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In The Wild Zara Hedderman , June 3rd, 2022 08:42

The debut from the former Weaves singer provides instant gratification for Zara Hedderman

On the cover of the debut solo release from Jasmyn entitled, In The Wild, the Canadian-artist stands before a wall checkered with bold shades of coral and turquoise. A corner of bright white draws the eye. Complementing those luminous squares are muted tones of terracotta and sage green. Balance is established. Visually striking and inviting, it’s a perfect reflection of what’s contained within these eleven equally dynamic songs. The instrumentation bears all the vibrancy of those shocking tones whilst being grounded by Jasmyn’s warm performance and relatable lyrical themes.

With this release Jasmyn welcomes a new era in her career, leaving behind her former Toronto-based indie-pop outfit Weaves. “It’s the beginning of a new version of myself,” she prefaced in the anticipation of unleashing In The Wild to fans of her work with her former band. This rebirth is all over the lyrics. “Open up your eyes / Look for something” she sings atop a thumping beat dancing with a fuzzy synth line, “Start anew like blank paper.” A similar enthusiasm for new beginnings is ingrained, too, on ‘Happy Tarot’: “We said futures are for guessing what is next.” And, more often than not, Jasmyn keeps audiences guessing with this dexterous offering. The buoyancy of the arrangements are unrelentingly upbeat, but she does well to change-up the tempo with introspective melancholy (‘Galaxy’) and Eastern influence (‘Killer Instinct’) to keep the listener engaged and eagerly awaiting the next surprise.

Collaborating with John Congleton, one of the most sought after producers of the last decade implementing his signature sound on releases by St Vincent (notably her self-titled LP from 2014, before Jack Antonoff came along) and Sharon Van Etten (Remind Me Tomorrow), amongst many, many others. I single those two examples from his vast portfolio because, tonally, In The Wild fits perfectly alongside those releases and will undoubtedly be embraced by fans of those works.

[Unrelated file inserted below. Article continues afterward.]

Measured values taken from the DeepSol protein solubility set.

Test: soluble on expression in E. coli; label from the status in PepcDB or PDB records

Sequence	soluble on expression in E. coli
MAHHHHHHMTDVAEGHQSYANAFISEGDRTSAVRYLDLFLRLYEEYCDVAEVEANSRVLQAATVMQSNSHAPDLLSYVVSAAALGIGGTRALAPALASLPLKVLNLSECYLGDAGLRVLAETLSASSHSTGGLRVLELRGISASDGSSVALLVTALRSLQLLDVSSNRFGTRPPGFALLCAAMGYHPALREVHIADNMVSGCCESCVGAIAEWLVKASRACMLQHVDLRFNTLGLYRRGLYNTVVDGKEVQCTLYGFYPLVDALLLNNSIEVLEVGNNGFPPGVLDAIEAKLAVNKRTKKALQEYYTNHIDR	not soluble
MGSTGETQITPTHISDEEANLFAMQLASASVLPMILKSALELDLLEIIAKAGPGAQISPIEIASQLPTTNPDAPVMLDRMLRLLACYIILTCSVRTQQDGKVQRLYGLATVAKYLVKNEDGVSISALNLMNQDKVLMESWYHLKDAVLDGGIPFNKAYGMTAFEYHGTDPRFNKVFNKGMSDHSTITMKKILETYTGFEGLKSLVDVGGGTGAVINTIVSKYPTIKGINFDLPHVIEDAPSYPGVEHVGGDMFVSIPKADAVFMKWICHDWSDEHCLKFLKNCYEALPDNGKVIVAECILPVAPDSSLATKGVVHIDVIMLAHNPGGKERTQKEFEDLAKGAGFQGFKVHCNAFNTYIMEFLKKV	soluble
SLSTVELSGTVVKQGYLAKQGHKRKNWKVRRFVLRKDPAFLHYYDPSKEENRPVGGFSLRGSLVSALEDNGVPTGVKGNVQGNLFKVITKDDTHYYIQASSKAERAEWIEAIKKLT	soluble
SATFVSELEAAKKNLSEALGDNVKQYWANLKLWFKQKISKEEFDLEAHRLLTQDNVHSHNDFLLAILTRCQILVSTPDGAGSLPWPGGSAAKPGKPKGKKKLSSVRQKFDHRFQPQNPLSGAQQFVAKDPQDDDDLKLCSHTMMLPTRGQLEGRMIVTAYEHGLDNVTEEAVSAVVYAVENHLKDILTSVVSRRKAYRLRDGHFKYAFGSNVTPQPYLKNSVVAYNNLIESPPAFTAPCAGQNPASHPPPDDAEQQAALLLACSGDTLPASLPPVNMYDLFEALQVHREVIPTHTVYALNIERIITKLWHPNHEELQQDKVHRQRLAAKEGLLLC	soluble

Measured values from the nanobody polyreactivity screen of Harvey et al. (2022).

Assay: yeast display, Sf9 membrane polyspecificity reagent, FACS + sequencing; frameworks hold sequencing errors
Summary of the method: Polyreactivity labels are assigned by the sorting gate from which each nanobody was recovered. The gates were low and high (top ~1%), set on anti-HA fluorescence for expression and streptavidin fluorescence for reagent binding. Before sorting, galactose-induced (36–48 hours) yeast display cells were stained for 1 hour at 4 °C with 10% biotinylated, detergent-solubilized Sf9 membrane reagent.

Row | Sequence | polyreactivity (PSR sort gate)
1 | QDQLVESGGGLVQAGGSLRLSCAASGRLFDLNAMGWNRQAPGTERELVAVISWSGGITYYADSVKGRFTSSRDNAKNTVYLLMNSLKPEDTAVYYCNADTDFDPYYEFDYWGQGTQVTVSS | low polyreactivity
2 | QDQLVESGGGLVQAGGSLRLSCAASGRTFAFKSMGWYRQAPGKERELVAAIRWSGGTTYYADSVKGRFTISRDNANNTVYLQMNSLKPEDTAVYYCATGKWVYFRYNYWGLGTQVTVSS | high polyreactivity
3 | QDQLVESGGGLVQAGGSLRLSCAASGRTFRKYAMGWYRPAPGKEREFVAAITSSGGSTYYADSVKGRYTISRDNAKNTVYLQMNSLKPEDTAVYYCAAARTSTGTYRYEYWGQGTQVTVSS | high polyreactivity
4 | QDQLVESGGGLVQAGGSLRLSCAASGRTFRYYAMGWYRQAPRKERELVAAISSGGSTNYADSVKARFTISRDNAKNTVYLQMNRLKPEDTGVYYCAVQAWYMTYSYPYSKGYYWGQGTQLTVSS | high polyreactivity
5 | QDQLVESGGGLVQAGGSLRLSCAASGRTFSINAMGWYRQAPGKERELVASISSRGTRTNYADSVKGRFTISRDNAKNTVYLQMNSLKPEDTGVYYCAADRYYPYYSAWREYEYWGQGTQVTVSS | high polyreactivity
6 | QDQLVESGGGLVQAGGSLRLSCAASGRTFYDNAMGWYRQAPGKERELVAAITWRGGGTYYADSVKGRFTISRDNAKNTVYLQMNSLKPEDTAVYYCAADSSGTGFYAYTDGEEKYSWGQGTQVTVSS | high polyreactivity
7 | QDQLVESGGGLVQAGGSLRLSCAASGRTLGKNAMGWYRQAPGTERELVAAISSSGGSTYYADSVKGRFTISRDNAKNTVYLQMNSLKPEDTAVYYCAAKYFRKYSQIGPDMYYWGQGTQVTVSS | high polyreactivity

From the offset, this is an easy and enjoyable LP to listen to. Often reminiscent of the infectious and unbridled art-pop arrangements of the outlandish Of Montreal (‘Crystal Ball’, ‘Blank Page’) combined with some of the melodic pop-punk and synth flourishes of Mitski’s Puberty 2 and Be The Cowboy on the titular track (one which sweetly shares a story of two outsiders coming together) and ‘Green Nature’, which brilliantly announces the album with a glorious harpsichord solo that immediately lends a lushness to Jasmyn’s contemporary slant on indie-pop. There are sometimes moments where some of the textures and melodic choices are reminiscent to the day-glo and glittery speckled music of the mid-2000s, which no doubt helps insert the listener into the songs immediately.

In The Wild is instantly gratifying. There’s a familiarity woven into the production which brings accessibility to Jasmyn. It’s her distinct vocal style (somewhere between Kimya Dawson and Karen O) and approachability that distinguishes this record, building a solid foundation for her solo career.